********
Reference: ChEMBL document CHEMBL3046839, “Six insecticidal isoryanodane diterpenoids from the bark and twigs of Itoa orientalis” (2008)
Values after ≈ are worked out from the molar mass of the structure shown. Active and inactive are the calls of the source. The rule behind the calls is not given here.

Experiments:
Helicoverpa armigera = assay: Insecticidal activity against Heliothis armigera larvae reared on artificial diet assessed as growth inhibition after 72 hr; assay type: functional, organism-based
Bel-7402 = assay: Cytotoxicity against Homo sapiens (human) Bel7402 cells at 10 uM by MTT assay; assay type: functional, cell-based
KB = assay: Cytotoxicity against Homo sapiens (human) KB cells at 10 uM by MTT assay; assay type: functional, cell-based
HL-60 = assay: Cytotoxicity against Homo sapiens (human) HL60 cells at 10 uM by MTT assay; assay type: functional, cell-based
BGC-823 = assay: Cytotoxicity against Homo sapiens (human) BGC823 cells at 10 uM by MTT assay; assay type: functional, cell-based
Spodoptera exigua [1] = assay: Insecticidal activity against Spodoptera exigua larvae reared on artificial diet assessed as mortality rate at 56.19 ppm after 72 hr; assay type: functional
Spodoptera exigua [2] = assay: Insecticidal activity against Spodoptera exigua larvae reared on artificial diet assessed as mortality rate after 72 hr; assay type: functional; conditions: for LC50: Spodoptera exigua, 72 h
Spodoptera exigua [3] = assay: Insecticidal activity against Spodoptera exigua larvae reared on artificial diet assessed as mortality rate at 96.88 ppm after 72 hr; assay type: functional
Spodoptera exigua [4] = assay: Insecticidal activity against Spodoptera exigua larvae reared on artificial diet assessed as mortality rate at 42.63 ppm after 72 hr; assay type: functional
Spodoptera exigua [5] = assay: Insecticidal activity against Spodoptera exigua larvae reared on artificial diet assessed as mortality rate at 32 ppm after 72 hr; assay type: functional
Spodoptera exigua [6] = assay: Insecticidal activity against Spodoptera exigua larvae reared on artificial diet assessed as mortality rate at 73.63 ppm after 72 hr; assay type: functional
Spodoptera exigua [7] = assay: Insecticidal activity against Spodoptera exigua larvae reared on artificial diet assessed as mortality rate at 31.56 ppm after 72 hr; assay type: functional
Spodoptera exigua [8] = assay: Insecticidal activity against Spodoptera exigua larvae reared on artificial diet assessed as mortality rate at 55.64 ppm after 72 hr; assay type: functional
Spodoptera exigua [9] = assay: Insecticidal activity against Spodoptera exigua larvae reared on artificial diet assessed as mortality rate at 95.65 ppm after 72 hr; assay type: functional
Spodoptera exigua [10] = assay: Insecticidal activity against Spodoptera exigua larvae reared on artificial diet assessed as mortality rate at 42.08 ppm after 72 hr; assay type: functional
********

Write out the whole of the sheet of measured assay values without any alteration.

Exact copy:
Reference: ChEMBL document CHEMBL3046839, “Six insecticidal isoryanodane diterpenoids from the bark and twigs of Itoa orientalis” (2008)
Values after ≈ are worked out from the molar mass of the structure shown. Active and inactive are the calls of the source. The rule behind the calls is not given here.

Experiments:
Helicoverpa armigera = assay: Insecticidal activity against Heliothis armigera larvae reared on artificial diet assessed as growth inhibition after 72 hr; assay type: functional, organism-based
Bel-7402 = assay: Cytotoxicity against Homo sapiens (human) Bel7402 cells at 10 uM by MTT assay; assay type: functional, cell-based
KB = assay: Cytotoxicity against Homo sapiens (human) KB cells at 10 uM by MTT assay; assay type: functional, cell-based
HL-60 = assay: Cytotoxicity against Homo sapiens (human) HL60 cells at 10 uM by MTT assay; assay type: functional, cell-based
BGC-823 = assay: Cytotoxicity against Homo sapiens (human) BGC823 cells at 10 uM by MTT assay; assay type: functional, cell-based
Spodoptera exigua [1] = assay: Insecticidal activity against Spodoptera exigua larvae reared on artificial diet assessed as mortality rate at 56.19 ppm after 72 hr; assay type: functional
Spodoptera exigua [2] = assay: Insecticidal activity against Spodoptera exigua larvae reared on artificial diet assessed as mortality rate after 72 hr; assay type: functional; conditions: for LC50: Spodoptera exigua, 72 h
Spodoptera exigua [3] = assay: Insecticidal activity against Spodoptera exigua larvae reared on artificial diet assessed as mortality rate at 96.88 ppm after 72 hr; assay type: functional
Spodoptera exigua [4] = assay: Insecticidal activity against Spodoptera exigua larvae reared on artificial diet assessed as mortality rate at 42.63 ppm after 72 hr; assay type: functional
Spodoptera exigua [5] = assay: Insecticidal activity against Spodoptera exigua larvae reared on artificial diet assessed as mortality rate at 32 ppm after 72 hr; assay type: functional
Spodoptera exigua [6] = assay: Insecticidal activity against Spodoptera exigua larvae reared on artificial diet assessed as mortality rate at 73.63 ppm after 72 hr; assay type: functional
Spodoptera exigua [7] = assay: Insecticidal activity against Spodoptera exigua larvae reared on artificial diet assessed as mortality rate at 31.56 ppm after 72 hr; assay type: functional
Spodoptera exigua [8] = assay: Insecticidal activity against Spodoptera exigua larvae reared on artificial diet assessed as mortality rate at 55.64 ppm after 72 hr; assay type: functional
Spodoptera exigua [9] = assay: Insecticidal activity against Spodoptera exigua larvae reared on artificial diet assessed as mortality rate at 95.65 ppm after 72 hr; assay type: functional
Spodoptera exigua [10] = assay: Insecticidal activity against Spodoptera exigua larvae reared on artificial diet assessed as mortality rate at 42.08 ppm after 72 hr; assay type: functional